Long regarded as a pioneering area for sustainability, Stockholm promotes green living in all aspects of its society. And now, in the midst of a citywide construction boom, the Swedish construction industry is staying green. At the major Swedish construction group Skanska, the climate challenge is considered at every step of the construction process.
Commissioned two years ago, Skanska was instituted by Stockholmshem–Stockholm’s largest housing company–to embark on a unique climate-smart project to life.
In 2014, Stockholmshem won a contest hosted by Stockholm City that emphasised aesthetics and energy consumption due to its holistic approach to energy efficiency and clean environments via an innovative architectural expression. Skanska was developed to realise this vision.
The resulting development, situated in the sustainability pioneering region of Norra Djurgårdsstaden in Stockholm’s Östermalm borough, was called Backåkra 2. In accordance with its goal to guarantee quality and execution while also achieving energy targets, the development, which consists of a pair of tenement buildings, is unique in a number of ways. For example, both buildings offer twisted roof-ridges and produce more energy than is needed for their operation.
Niklas Leveau, Green Business Developer at Skanska, said that the visual uniqueness and a number of technical solutions like garbage disposal and energy recovery heat exchangers, render Backåkra buildings as being different from previous projects. And both come complete with indented, glass-encaged balconies to cut down on energy waste. And thanks to its abundance of solar panels (730 square meters), south-facing roofs, and borehole energy storage, the buildings qualify as plus energy houses that sell some of the energy generated on the electricity grid.
Leveau says that Backåkra 2 is sustainably successful in that it blends a number of small environmental elements together in the interest and promotion of energy consumption and carbon footprint.
Another Stockholm developer, JM AB, which recently constructed single-family housing and apartments in Norra Djurgårdsstaden, also embraces the concept of absolute sustainability in its building practices—opting for climate-friendly solutions whenever they are beneficial and applicable.
JM instituted its work with energy-efficient building in 2000. Now their buildings make use of, on average, 50 percent less energy than a decade ago. Now all of JM´s ongoing building projects are “Svanen-certified” – the construction business’ top recognition for the employment of climate-smart materials.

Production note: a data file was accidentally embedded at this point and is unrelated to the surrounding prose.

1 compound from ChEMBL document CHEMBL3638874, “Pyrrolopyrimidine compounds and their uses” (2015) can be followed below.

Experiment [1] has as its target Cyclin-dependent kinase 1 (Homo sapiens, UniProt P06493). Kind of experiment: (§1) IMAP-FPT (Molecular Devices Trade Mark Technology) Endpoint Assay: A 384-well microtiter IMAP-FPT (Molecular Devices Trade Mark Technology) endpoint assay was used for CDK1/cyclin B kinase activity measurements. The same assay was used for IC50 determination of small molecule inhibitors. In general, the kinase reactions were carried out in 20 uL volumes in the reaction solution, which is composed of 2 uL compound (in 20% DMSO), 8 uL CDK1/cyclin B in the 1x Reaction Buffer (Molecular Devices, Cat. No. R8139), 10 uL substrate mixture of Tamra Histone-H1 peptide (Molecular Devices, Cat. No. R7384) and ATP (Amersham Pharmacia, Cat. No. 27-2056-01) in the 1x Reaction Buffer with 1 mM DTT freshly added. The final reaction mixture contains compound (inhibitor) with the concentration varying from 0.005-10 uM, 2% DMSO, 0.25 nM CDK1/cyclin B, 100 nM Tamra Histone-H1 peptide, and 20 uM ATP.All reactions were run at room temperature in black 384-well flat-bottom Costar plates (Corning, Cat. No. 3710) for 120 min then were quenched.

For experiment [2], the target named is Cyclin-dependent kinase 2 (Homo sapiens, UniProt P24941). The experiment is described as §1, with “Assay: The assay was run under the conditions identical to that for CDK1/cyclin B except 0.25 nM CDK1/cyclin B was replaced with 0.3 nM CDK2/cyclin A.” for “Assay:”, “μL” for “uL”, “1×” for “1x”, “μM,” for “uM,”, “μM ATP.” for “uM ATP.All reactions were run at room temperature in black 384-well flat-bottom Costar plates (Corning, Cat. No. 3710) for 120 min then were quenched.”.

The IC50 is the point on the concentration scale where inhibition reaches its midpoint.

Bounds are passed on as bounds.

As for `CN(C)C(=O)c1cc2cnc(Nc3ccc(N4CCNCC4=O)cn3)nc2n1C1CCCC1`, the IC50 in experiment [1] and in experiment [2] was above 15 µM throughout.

Kjell-Åke Henriksson, Head of Energy and senior advisor Installation at JM, says that this company has reduced the energy consumption of buildings by half by making their technical aspects standard and streamlined. The company imposes centralized orders on anything not directly value-creating for the client, such as heat pumps, insulation, windows, and energy forecasting systems.
Henriksson says that a climate-centred agenda does not necessarily equate higher building costs for developers; and that a focus on energy-efficiency and climate-friendly materials is actually economically beneficial.
These measures can reduce the operating costs of the building, says Henriksson, citing solar panels as an example.
Also in Stockholm, the Swedish real estate firm Vasakronan is taking a fresh new approach to sustainable construction by remodeling of standing buildings.
Anna Denell, Sustainability Manager at Vasakronan, says that the most ecofriendly action to take in the construction industry is to retrofit old buildings, especially when one factors in the substantial climate impact of concrete. Her company is currently applying this approach to Sergelhuset, the old SEB offices in Stockholm. The company became committed to modernising and adding solar panels and rooftop gardens to buildings.
Vasakronan’s Sergelhuset project, says Denell, is a needed step for the firm to attain its objective of becoming completely carbon neutral by 2030—as applied to both the maintenance and the production of buildings. The whole idea is to maintain and re-envision standing buildings.
Furthermore, the exalted sustainable standards maintained by Stockholm’s construction companies aren’t for houses only. At Stockholm Arlanda, the international airport north of the capital and one of 30 airports across the globe to have achieved a top score on the global carbon management programme Airport Carbon Accreditation, the sustainable building work is also revolutionary. The recently finished Office One, a new office space constructed for minimum energy waste, is an example of how sustainability can be made normal on an organisational level in the building business.
Stefan Stenberg, CEO Swedavia Real Estate, says that sustainability is a chief consideration for Swedavia’s commercial buildings, with Office One a prime example of the firm’s BREEAM-certified sustainability assessment method. The company, says Stenberg, is concerned with the issue of sustainability and aims to attain excellence by way of state-of-the-art techniques.